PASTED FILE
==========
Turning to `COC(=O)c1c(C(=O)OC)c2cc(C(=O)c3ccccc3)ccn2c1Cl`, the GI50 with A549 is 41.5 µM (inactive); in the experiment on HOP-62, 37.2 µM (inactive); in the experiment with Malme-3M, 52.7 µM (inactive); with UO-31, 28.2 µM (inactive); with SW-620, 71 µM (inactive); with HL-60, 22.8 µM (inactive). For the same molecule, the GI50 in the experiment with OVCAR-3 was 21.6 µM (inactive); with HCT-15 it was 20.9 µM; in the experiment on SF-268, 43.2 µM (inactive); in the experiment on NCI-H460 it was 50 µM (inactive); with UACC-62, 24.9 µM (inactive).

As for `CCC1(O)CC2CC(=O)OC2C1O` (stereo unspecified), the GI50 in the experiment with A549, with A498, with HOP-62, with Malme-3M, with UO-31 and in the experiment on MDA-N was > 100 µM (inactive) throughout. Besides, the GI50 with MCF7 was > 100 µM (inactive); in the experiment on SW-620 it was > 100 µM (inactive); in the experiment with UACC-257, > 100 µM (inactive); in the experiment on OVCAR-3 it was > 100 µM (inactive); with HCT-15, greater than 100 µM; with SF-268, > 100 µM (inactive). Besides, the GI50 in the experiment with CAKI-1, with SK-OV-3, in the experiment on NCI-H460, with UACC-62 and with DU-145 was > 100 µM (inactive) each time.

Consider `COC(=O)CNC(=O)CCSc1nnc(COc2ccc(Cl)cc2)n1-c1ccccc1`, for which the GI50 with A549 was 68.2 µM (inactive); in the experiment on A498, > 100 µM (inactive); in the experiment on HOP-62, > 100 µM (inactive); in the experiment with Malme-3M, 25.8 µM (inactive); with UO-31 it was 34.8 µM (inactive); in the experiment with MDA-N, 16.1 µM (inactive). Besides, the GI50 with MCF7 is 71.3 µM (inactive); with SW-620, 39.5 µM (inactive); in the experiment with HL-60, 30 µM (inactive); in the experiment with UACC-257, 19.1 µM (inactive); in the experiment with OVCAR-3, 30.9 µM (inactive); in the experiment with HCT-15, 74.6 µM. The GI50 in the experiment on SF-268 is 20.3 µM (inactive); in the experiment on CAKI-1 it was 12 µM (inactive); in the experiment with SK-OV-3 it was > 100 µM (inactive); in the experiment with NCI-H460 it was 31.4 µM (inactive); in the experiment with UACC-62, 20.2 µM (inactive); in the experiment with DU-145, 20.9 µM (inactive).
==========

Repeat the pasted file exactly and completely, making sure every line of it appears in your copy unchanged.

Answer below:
Turning to `COC(=O)c1c(C(=O)OC)c2cc(C(=O)c3ccccc3)ccn2c1Cl`, the GI50 with A549 is 41.5 µM (inactive); in the experiment on HOP-62, 37.2 µM (inactive); in the experiment with Malme-3M, 52.7 µM (inactive); with UO-31, 28.2 µM (inactive); with SW-620, 71 µM (inactive); with HL-60, 22.8 µM (inactive). For the same molecule, the GI50 in the experiment with OVCAR-3 was 21.6 µM (inactive); with HCT-15 it was 20.9 µM; in the experiment on SF-268, 43.2 µM (inactive); in the experiment on NCI-H460 it was 50 µM (inactive); with UACC-62, 24.9 µM (inactive).

As for `CCC1(O)CC2CC(=O)OC2C1O` (stereo unspecified), the GI50 in the experiment with A549, with A498, with HOP-62, with Malme-3M, with UO-31 and in the experiment on MDA-N was > 100 µM (inactive) throughout. Besides, the GI50 with MCF7 was > 100 µM (inactive); in the experiment on SW-620 it was > 100 µM (inactive); in the experiment with UACC-257, > 100 µM (inactive); in the experiment on OVCAR-3 it was > 100 µM (inactive); with HCT-15, greater than 100 µM; with SF-268, > 100 µM (inactive). Besides, the GI50 in the experiment with CAKI-1, with SK-OV-3, in the experiment on NCI-H460, with UACC-62 and with DU-145 was > 100 µM (inactive) each time.

Consider `COC(=O)CNC(=O)CCSc1nnc(COc2ccc(Cl)cc2)n1-c1ccccc1`, for which the GI50 with A549 was 68.2 µM (inactive); in the experiment on A498, > 100 µM (inactive); in the experiment on HOP-62, > 100 µM (inactive); in the experiment with Malme-3M, 25.8 µM (inactive); with UO-31 it was 34.8 µM (inactive); in the experiment with MDA-N, 16.1 µM (inactive). Besides, the GI50 with MCF7 is 71.3 µM (inactive); with SW-620, 39.5 µM (inactive); in the experiment with HL-60, 30 µM (inactive); in the experiment with UACC-257, 19.1 µM (inactive); in the experiment with OVCAR-3, 30.9 µM (inactive); in the experiment with HCT-15, 74.6 µM. The GI50 in the experiment on SF-268 is 20.3 µM (inactive); in the experiment on CAKI-1 it was 12 µM (inactive); in the experiment with SK-OV-3 it was > 100 µM (inactive); in the experiment with NCI-H460 it was 31.4 µM (inactive); in the experiment with UACC-62, 20.2 µM (inactive); in the experiment with DU-145, 20.9 µM (inactive).